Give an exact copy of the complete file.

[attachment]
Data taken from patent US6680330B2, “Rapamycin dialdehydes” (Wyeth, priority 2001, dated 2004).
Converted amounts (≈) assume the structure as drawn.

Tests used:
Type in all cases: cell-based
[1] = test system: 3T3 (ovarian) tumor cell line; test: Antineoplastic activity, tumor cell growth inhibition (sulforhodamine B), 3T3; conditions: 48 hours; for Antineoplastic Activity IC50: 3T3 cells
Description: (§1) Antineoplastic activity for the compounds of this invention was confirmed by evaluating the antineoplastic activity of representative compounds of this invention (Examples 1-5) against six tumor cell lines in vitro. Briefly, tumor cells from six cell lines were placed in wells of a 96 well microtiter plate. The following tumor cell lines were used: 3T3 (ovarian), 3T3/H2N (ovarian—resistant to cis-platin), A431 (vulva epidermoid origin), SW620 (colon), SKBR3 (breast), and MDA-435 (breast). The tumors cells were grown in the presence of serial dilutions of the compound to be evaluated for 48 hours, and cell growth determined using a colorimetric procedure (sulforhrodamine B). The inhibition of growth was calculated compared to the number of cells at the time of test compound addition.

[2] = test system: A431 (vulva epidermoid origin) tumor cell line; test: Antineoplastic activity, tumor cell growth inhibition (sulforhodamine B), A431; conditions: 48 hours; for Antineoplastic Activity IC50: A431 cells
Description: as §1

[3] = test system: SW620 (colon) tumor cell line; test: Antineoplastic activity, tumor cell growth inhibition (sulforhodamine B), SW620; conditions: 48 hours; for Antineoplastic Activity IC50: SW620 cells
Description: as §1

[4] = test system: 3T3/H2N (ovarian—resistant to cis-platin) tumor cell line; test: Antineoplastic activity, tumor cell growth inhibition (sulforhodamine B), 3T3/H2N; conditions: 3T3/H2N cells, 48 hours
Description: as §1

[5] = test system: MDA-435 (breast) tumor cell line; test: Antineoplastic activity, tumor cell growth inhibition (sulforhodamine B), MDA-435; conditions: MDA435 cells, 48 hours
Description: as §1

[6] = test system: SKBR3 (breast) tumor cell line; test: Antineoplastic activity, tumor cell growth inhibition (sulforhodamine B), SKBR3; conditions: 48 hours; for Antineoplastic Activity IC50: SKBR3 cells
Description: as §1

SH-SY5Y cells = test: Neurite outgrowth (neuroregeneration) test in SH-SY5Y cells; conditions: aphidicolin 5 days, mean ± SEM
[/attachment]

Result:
Data taken from patent US6680330B2, “Rapamycin dialdehydes” (Wyeth, priority 2001, dated 2004).
Converted amounts (≈) assume the structure as drawn.

Tests used:
Type in all cases: cell-based
[1] = test system: 3T3 (ovarian) tumor cell line; test: Antineoplastic activity, tumor cell growth inhibition (sulforhodamine B), 3T3; conditions: 48 hours; for Antineoplastic Activity IC50: 3T3 cells
Description: (§1) Antineoplastic activity for the compounds of this invention was confirmed by evaluating the antineoplastic activity of representative compounds of this invention (Examples 1-5) against six tumor cell lines in vitro. Briefly, tumor cells from six cell lines were placed in wells of a 96 well microtiter plate. The following tumor cell lines were used: 3T3 (ovarian), 3T3/H2N (ovarian—resistant to cis-platin), A431 (vulva epidermoid origin), SW620 (colon), SKBR3 (breast), and MDA-435 (breast). The tumors cells were grown in the presence of serial dilutions of the compound to be evaluated for 48 hours, and cell growth determined using a colorimetric procedure (sulforhrodamine B). The inhibition of growth was calculated compared to the number of cells at the time of test compound addition.

[2] = test system: A431 (vulva epidermoid origin) tumor cell line; test: Antineoplastic activity, tumor cell growth inhibition (sulforhodamine B), A431; conditions: 48 hours; for Antineoplastic Activity IC50: A431 cells
Description: as §1

[3] = test system: SW620 (colon) tumor cell line; test: Antineoplastic activity, tumor cell growth inhibition (sulforhodamine B), SW620; conditions: 48 hours; for Antineoplastic Activity IC50: SW620 cells
Description: as §1

[4] = test system: 3T3/H2N (ovarian—resistant to cis-platin) tumor cell line; test: Antineoplastic activity, tumor cell growth inhibition (sulforhodamine B), 3T3/H2N; conditions: 3T3/H2N cells, 48 hours
Description: as §1

[5] = test system: MDA-435 (breast) tumor cell line; test: Antineoplastic activity, tumor cell growth inhibition (sulforhodamine B), MDA-435; conditions: MDA435 cells, 48 hours
Description: as §1

[6] = test system: SKBR3 (breast) tumor cell line; test: Antineoplastic activity, tumor cell growth inhibition (sulforhodamine B), SKBR3; conditions: 48 hours; for Antineoplastic Activity IC50: SKBR3 cells
Description: as §1

SH-SY5Y cells = test: Neurite outgrowth (neuroregeneration) test in SH-SY5Y cells; conditions: aphidicolin 5 days, mean ± SEM